At a basic level, the U.S. Department of Defense defines overpressure as the pressure resulting from the blast wave of an explosion, most often nuclear or of a volumetric explosives. It is referred to as “positive” when it exceeds atmospheric pressure and “negative” during the passage of the wave when resulting pressures are less than atmospheric pressure.
The resistance of various structures to blast is frequently stated in resistance to overpressure.
|1 psi||Window glass shatters. Light injury from fragments.|
|3 psi||Residential structures collapse, with many serious injuries and some blast/fragmentation deaths|
|5 psi||Most buildings collapse. All within this overpressure are injured and many are killed.|
|10 psi||Reinforced concrete buildings are severely damaged or demolished. Most die.|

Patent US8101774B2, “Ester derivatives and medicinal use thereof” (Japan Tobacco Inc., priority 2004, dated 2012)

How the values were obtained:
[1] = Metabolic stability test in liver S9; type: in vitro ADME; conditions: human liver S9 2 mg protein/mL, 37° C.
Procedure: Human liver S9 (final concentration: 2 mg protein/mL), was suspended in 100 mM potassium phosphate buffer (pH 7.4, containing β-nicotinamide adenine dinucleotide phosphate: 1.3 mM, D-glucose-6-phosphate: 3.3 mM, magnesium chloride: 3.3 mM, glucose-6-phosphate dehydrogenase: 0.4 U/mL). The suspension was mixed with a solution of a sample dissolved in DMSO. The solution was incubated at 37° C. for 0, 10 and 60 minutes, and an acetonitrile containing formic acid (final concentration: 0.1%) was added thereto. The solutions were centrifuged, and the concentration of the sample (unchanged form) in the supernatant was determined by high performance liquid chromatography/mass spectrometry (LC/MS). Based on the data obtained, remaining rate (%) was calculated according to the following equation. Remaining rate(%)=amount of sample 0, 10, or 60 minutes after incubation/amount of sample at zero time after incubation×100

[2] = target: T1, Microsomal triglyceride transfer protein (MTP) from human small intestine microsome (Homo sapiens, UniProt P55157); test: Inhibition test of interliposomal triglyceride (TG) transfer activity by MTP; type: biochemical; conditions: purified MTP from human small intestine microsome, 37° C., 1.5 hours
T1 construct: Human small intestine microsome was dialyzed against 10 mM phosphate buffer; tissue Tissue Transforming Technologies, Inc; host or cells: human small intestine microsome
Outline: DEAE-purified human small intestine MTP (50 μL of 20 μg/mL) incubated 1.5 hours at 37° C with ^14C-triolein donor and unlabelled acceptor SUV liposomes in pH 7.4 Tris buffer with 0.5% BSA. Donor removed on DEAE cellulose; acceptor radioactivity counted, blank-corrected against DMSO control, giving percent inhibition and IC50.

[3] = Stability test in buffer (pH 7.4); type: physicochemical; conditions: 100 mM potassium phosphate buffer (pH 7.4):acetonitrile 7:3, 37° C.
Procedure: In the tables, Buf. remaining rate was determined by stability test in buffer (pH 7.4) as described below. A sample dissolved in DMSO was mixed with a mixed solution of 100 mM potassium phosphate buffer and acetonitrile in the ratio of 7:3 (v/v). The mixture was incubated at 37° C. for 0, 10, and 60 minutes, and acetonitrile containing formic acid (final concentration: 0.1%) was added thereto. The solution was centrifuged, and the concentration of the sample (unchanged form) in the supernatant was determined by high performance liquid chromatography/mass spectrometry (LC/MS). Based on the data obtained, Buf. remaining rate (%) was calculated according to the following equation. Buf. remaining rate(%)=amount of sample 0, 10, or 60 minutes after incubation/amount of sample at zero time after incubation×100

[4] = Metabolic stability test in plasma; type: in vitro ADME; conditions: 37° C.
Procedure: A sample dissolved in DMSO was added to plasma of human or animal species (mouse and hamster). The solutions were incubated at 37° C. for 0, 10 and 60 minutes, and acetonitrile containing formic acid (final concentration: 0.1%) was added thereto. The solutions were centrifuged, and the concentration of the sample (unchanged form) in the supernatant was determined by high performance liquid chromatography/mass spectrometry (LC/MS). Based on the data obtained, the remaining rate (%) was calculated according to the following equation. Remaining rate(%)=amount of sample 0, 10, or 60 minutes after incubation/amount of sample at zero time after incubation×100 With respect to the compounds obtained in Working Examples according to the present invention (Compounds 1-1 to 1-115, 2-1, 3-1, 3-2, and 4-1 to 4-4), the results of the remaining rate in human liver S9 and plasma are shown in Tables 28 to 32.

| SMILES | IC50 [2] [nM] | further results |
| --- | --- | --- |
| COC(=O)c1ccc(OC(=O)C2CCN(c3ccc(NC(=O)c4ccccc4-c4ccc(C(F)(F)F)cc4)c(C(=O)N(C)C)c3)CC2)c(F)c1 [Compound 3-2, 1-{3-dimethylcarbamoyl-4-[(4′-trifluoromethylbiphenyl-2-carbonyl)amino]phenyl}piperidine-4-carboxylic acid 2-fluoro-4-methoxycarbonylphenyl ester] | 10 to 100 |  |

|20 psi||Heavily built concrete structures are severaly damaged or destroyed, and deaths approach 100%|
To put this into perspective with respect to military structures, however, some missile silos are known to have been designed to withstand overpressures into the hundreds or low thousands of PSI.
Overpressures from large explosions, especially nuclear, are determined by the Mach effect, which is a function of burst altitude that, for sufficiently low burst heights, causes reinforcement between the direct shock wave of the burst and of shock waves reflected from the ground.
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